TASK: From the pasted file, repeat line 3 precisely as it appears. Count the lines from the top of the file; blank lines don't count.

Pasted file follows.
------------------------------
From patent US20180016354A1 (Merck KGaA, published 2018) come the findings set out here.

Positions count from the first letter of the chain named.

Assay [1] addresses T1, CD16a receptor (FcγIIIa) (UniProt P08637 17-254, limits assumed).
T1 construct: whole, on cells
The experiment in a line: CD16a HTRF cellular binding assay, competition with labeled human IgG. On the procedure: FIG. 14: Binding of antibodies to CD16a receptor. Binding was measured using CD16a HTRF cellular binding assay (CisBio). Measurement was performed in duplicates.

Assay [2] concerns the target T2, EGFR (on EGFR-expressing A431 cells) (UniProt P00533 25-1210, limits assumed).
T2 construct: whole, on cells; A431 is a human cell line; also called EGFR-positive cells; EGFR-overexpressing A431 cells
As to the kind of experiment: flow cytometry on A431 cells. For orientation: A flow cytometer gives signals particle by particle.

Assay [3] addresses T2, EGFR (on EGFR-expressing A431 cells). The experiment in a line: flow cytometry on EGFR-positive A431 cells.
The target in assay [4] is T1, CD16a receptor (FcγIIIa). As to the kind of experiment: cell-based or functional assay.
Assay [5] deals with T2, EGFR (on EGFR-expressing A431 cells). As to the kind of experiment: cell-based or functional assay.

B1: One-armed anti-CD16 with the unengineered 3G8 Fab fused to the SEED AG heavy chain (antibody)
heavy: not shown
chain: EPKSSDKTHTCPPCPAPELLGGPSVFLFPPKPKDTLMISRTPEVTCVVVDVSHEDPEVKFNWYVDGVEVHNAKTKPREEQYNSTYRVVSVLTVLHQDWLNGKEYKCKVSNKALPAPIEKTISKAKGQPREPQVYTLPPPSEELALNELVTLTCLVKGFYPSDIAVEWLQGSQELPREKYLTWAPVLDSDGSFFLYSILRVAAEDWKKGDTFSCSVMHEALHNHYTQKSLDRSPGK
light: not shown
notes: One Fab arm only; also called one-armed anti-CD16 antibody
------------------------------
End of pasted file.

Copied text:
Assay [1] addresses T1, CD16a receptor (FcγIIIa) (UniProt P08637 17-254, limits assumed).